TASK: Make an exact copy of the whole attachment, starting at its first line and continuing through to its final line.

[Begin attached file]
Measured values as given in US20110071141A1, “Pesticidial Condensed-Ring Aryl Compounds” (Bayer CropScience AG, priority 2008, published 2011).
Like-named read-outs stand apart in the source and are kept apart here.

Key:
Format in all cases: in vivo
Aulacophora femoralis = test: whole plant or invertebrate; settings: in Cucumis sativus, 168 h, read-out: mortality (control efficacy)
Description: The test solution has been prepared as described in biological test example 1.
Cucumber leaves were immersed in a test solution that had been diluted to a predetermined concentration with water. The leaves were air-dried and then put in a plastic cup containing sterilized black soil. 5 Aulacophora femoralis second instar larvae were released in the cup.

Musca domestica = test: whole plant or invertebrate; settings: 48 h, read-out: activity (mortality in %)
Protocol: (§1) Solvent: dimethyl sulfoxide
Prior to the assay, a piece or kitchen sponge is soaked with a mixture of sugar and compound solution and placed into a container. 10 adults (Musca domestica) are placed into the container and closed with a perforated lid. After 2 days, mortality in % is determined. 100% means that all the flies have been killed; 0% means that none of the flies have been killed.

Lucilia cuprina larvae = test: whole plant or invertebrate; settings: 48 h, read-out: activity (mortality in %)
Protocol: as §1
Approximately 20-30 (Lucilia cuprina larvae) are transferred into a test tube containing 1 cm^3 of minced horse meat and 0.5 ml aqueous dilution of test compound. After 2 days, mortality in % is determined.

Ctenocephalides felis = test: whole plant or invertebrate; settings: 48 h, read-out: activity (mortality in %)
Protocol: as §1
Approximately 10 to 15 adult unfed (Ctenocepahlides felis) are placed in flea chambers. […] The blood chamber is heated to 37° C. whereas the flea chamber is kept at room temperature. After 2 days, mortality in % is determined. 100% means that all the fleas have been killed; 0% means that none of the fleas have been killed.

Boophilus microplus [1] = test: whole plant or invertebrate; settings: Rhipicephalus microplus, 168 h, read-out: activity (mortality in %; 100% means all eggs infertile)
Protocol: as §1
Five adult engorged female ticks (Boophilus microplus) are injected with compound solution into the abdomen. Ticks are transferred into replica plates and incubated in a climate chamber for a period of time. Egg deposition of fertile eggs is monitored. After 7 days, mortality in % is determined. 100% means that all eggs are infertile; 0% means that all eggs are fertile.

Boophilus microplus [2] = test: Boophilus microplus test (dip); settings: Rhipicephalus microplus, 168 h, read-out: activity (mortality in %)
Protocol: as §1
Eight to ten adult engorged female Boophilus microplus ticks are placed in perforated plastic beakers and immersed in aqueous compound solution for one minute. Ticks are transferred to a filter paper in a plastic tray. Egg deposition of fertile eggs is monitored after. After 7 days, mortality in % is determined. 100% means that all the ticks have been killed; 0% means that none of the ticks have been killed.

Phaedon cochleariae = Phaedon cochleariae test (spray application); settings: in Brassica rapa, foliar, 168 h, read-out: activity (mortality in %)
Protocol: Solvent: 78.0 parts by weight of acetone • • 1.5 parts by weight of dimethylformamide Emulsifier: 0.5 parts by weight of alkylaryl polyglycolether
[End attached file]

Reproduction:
Measured values as given in US20110071141A1, “Pesticidial Condensed-Ring Aryl Compounds” (Bayer CropScience AG, priority 2008, published 2011).
Like-named read-outs stand apart in the source and are kept apart here.

Key:
Format in all cases: in vivo
Aulacophora femoralis = test: whole plant or invertebrate; settings: in Cucumis sativus, 168 h, read-out: mortality (control efficacy)
Description: The test solution has been prepared as described in biological test example 1.
Cucumber leaves were immersed in a test solution that had been diluted to a predetermined concentration with water. The leaves were air-dried and then put in a plastic cup containing sterilized black soil. 5 Aulacophora femoralis second instar larvae were released in the cup.

Musca domestica = test: whole plant or invertebrate; settings: 48 h, read-out: activity (mortality in %)
Protocol: (§1) Solvent: dimethyl sulfoxide
Prior to the assay, a piece or kitchen sponge is soaked with a mixture of sugar and compound solution and placed into a container. 10 adults (Musca domestica) are placed into the container and closed with a perforated lid. After 2 days, mortality in % is determined. 100% means that all the flies have been killed; 0% means that none of the flies have been killed.

Lucilia cuprina larvae = test: whole plant or invertebrate; settings: 48 h, read-out: activity (mortality in %)
Protocol: as §1
Approximately 20-30 (Lucilia cuprina larvae) are transferred into a test tube containing 1 cm^3 of minced horse meat and 0.5 ml aqueous dilution of test compound. After 2 days, mortality in % is determined.

Ctenocephalides felis = test: whole plant or invertebrate; settings: 48 h, read-out: activity (mortality in %)
Protocol: as §1
Approximately 10 to 15 adult unfed (Ctenocepahlides felis) are placed in flea chambers. […] The blood chamber is heated to 37° C. whereas the flea chamber is kept at room temperature. After 2 days, mortality in % is determined. 100% means that all the fleas have been killed; 0% means that none of the fleas have been killed.

Boophilus microplus [1] = test: whole plant or invertebrate; settings: Rhipicephalus microplus, 168 h, read-out: activity (mortality in %; 100% means all eggs infertile)
Protocol: as §1
Five adult engorged female ticks (Boophilus microplus) are injected with compound solution into the abdomen. Ticks are transferred into replica plates and incubated in a climate chamber for a period of time. Egg deposition of fertile eggs is monitored. After 7 days, mortality in % is determined. 100% means that all eggs are infertile; 0% means that all eggs are fertile.

Boophilus microplus [2] = test: Boophilus microplus test (dip); settings: Rhipicephalus microplus, 168 h, read-out: activity (mortality in %)
Protocol: as §1
Eight to ten adult engorged female Boophilus microplus ticks are placed in perforated plastic beakers and immersed in aqueous compound solution for one minute. Ticks are transferred to a filter paper in a plastic tray. Egg deposition of fertile eggs is monitored after. After 7 days, mortality in % is determined. 100% means that all the ticks have been killed; 0% means that none of the ticks have been killed.

Phaedon cochleariae = Phaedon cochleariae test (spray application); settings: in Brassica rapa, foliar, 168 h, read-out: activity (mortality in %)
Protocol: Solvent: 78.0 parts by weight of acetone • • 1.5 parts by weight of dimethylformamide Emulsifier: 0.5 parts by weight of alkylaryl polyglycolether